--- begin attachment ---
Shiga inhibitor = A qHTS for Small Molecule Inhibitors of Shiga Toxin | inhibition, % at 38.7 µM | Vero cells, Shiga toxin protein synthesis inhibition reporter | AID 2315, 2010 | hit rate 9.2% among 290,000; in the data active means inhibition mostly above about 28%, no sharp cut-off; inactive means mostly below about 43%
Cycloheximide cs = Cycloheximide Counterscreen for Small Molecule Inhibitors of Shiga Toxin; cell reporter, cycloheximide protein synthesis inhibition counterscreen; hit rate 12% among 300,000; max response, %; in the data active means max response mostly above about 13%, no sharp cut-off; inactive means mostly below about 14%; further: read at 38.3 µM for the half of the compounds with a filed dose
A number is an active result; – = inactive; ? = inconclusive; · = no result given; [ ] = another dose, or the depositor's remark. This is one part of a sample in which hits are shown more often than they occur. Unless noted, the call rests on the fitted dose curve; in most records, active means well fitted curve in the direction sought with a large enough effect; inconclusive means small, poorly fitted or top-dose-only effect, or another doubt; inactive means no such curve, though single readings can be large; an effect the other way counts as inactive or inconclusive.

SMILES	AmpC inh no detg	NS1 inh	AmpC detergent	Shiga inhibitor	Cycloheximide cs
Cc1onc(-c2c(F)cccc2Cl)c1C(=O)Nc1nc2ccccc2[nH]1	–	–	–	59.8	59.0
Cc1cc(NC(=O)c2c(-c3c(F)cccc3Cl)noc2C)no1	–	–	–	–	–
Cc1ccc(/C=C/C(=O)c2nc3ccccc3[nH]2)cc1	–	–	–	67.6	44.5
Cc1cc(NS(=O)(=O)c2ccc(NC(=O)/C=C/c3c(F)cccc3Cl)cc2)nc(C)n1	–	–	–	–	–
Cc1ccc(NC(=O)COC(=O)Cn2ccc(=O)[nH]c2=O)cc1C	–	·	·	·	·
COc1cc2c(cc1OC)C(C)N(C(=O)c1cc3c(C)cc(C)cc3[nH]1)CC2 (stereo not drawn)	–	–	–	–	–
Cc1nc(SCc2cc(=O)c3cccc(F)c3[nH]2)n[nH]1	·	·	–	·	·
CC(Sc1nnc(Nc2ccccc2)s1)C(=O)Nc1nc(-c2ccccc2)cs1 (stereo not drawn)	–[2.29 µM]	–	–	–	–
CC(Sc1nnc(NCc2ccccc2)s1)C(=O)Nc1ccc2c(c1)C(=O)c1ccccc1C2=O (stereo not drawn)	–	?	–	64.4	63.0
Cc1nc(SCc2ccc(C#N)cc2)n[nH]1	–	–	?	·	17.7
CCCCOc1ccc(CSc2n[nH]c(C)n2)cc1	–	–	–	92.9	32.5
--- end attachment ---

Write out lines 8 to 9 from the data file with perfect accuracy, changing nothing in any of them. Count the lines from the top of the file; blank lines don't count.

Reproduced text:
Cc1cc(NS(=O)(=O)c2ccc(NC(=O)/C=C/c3c(F)cccc3Cl)cc2)nc(C)n1	–	–	–	–	–
Cc1ccc(NC(=O)COC(=O)Cn2ccc(=O)[nH]c2=O)cc1C	–	·	·	·	·